If you speak more than one language, you may have noticed that the way you present yourself to others varies depending on which language you’re speaking.
For instance, I’m a confident speaker of my mother tongue (English). I consider myself articulate and, being a native New Yorker, there’s a certain boppity-bop-bop to the way I speak. When I recently asked a group of friends for a list of adjectives that best describe my personality, “direct” bubbled to the top, which is consistent with my speech style. I tend not to beat around the bush.
But when I asked my French friends to do the same, their list was surprisingly different. According to them, when I speak French I come across as “cheerful.” Hmm, how did “direct,” which I sometimes have to temper lest I inadvertently say something that rubs someone the wrong way, morph into “cheerful?” I like to think I’m fluent in French. But I make frequent mistakes, struggle occasionally to find the right word, and almost always laugh at my foibles. So there’s a certain amount of humility that plays into my forays in la francophonie. Hence, my cheerfulness.
Expressing your style in written French presents a whole new set of challenges. According to one of my former French professors, the French language has 30% fewer words than the English language. So what we anglophones might sum up in an adjective might be said in French with a verb phrase, for instance. And even when you can find an appropriate word-for-word translation, it often doesn’t sound like something a native French speaker would say or write. Oh la la.
A couple of years ago, a Parisian friend living in Nice came up with the idea to publish an anthology of short stories (nouvelles, in French, not courtes contes, which translates literally as “short stories” but is more accurately translated as the nonsensical “limited fairytales”). Each story would be a first-hand account of how a world-famous monument came to be. She gathered a group of writers from the countries where the monuments are located, and went to work assigning one monument to each of us. She found a French-speaking Egyptian to write about the Great Pyramids, a Parisian to write about the Eiffel Tower, etc.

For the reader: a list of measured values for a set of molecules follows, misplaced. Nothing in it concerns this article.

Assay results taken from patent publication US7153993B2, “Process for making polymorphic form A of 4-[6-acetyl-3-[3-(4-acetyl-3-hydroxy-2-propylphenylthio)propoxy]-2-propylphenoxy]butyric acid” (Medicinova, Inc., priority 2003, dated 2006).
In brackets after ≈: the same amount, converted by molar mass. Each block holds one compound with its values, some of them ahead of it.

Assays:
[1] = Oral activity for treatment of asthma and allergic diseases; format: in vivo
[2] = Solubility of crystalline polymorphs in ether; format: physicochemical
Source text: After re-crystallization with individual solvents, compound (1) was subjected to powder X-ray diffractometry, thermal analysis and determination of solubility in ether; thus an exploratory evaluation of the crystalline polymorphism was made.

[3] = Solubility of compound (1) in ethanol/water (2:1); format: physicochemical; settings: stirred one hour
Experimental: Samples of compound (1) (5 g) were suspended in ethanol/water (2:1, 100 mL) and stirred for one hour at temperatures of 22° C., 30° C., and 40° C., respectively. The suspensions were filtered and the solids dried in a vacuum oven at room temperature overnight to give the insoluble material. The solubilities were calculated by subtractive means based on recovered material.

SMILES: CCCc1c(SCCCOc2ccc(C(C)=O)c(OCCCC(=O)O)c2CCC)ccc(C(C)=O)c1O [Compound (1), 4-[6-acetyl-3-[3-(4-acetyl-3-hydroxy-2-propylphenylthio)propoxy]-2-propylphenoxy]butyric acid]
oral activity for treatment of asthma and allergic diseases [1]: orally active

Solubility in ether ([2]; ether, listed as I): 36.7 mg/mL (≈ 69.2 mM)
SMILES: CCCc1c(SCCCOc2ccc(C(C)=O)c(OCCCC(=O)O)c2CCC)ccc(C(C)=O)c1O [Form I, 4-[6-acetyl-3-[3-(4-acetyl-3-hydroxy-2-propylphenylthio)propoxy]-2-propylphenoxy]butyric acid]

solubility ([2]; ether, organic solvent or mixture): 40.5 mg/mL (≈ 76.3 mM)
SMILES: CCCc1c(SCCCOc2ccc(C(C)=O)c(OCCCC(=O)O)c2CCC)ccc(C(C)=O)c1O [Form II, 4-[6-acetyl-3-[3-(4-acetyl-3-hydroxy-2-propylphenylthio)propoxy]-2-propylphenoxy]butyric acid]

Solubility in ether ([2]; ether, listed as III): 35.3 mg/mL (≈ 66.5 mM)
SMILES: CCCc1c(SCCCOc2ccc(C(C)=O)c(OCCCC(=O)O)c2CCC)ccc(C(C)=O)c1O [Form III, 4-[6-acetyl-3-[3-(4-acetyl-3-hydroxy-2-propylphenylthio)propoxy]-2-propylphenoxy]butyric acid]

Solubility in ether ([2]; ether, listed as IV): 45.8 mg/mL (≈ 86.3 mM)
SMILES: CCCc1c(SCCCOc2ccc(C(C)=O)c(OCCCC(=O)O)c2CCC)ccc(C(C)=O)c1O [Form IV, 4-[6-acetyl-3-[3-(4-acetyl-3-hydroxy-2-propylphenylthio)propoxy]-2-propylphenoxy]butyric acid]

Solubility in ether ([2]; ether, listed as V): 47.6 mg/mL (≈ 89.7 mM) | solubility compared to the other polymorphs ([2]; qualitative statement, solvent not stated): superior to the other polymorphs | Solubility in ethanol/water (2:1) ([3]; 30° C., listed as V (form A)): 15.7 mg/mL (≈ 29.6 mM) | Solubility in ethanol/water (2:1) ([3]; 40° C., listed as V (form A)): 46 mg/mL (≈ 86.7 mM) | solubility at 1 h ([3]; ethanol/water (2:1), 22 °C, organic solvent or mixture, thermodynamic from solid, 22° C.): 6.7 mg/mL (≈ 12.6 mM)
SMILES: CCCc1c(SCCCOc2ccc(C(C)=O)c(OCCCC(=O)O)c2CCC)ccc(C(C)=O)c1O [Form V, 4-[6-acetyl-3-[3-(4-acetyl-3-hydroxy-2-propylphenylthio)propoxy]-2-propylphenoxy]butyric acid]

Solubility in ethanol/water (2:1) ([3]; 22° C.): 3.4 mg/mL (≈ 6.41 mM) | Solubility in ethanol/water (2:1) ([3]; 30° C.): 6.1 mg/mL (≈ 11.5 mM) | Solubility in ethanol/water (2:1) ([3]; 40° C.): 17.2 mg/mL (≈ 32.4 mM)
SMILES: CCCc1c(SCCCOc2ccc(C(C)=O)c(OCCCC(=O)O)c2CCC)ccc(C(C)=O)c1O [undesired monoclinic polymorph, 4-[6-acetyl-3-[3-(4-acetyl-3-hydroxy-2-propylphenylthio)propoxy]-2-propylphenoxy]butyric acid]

But when it came time to write about the Statue of Liberty, she told me that another writer— who was only half-American— wanted to write it. So I told her how I had an unobstructed view of the statue from my home in Brooklyn Heights, NY. That’s all she needed to hear: I got the assignment (the other writer was assigned Big Ben), and she gave me the option to write it in either English or French. I chose English and produced a short story whose tone blended an appropriately woe-is-me attitude with some home-brewed NYC snark. As soon as she read what I had written, she asked me to write the French version. Zut alors!
Here are just a few of the challenges I faced:
- Research shows that French translations are about 15-20% longer than their original English text. So if you’re trying to match or fall below your English word count, good luck with that.